A separate report by Antara says that President Susilo Bambang Yudhoyono has asked the Indonesian military and police to give security guarantee to businesses and investments in Papua as part of efforts to accelerate economic development. A presidential spokesman said that the President had listened to the views of PT Freeport Indonesia regarding security, suggesting that PT Freeport welcomed and may have sought the joint TNI-police security arrangement.

The expanded military role in securing Freeport comes in the wake of repeated violence. Freeport security personnel Daniel Mansawan and Hari Siregar were killed on the key mountain road to the mine site in early April. That attack followed by only a few days an unsuccessful attack on Freeport personnel and a January 2010 attack on a convoy that injured nine. Local authorities report no progress in apprehending the perpetrators.

The killing of Mansawan in particular has raised concerns among Papuans. Mansawan was one of the few Papuans to reach a senior position on Freeport’s staff. The failure of security forces and Freeport to pursue his killers aggressively has been the source of protest by local Papuans.

WPAT Comment: In the recent past, the Indonesian police had been assigned the role of protecting PT Freeport with the option of seeking TNI assistance as conditions warranted. This new arrangement, which comes on the heels of renewed violence targeting Freeport personnel in the past two months would appear to restore the TNI security role of previous years when the TNI had come under strong criticism over what many saw as extortion of PT Freeport with cash flowing from Freeport to senior TNI personnel.

HIV/AIDS Infections Rise Sharply in Papua with Area Near Freeport Leading The Trend

A May 6 report in Banjir Ambarita says that the number of people living with HIV/AIDS in Papua and West Papua has risen more than 30 percent to over 17,000 in just four months as compared to 13,000 in August of 2010.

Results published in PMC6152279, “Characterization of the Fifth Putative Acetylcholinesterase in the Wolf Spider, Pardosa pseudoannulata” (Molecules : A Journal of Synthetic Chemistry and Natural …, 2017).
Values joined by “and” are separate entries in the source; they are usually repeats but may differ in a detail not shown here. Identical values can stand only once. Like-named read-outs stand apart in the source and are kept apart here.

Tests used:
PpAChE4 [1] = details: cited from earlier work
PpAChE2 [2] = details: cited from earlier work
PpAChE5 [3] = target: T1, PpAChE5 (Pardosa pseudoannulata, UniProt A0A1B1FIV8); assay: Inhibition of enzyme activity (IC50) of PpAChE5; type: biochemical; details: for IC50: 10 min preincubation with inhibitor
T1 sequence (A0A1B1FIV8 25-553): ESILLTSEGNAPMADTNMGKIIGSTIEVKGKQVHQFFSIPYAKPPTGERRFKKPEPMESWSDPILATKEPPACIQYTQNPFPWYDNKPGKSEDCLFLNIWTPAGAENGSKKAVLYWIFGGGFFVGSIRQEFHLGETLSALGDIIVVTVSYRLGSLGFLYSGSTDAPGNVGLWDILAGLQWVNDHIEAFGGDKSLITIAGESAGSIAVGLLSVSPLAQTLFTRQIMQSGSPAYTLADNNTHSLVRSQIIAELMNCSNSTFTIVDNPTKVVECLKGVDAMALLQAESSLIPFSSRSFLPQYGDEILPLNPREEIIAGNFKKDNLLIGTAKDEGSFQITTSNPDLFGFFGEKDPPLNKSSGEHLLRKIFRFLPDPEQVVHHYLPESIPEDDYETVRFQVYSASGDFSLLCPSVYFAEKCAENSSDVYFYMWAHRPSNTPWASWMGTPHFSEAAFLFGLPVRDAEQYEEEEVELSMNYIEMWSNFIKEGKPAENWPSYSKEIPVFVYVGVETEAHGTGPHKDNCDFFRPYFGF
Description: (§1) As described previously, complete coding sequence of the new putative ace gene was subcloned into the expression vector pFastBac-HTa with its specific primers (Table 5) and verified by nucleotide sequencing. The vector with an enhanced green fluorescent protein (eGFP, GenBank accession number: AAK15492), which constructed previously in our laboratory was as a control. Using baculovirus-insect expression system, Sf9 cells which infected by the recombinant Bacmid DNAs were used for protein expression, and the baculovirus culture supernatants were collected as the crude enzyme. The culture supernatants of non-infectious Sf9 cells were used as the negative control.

Kostan Karma, head of the Papua AIDS Prevention Commission (KPA), told the media “that the spike in infections was very worrying, and blamed it on the prevalence of unprotected sex.” He said that if the number of people living with the virus rose to one percent of the population of both provinces — which the 2010 census put at 2.8 million — the KPA would begin imposing mandatory testing for all new mothers in the region. He explained that this would at least help identify infected newborns, who could then get early treatment.

Kostan said that Mimika, adjacent to the PT Freeport copper and gold mining complex had shown the highest increase and overall number of infections.

The Papua AIDS Prevention Commission blamed the proliferation of new districts over the past 10 years as a factor for the spread of the virus.

“What’s happened is that there’s been more money spreading around, which encourages people to break with the traditional way of life and adopt a more modern lifestyle, including sexual promiscuity,” Kostan said. “What we’re trying to do is get churches to spread the message to get people to stop having casual sex, or if they must, to at least use a condom.”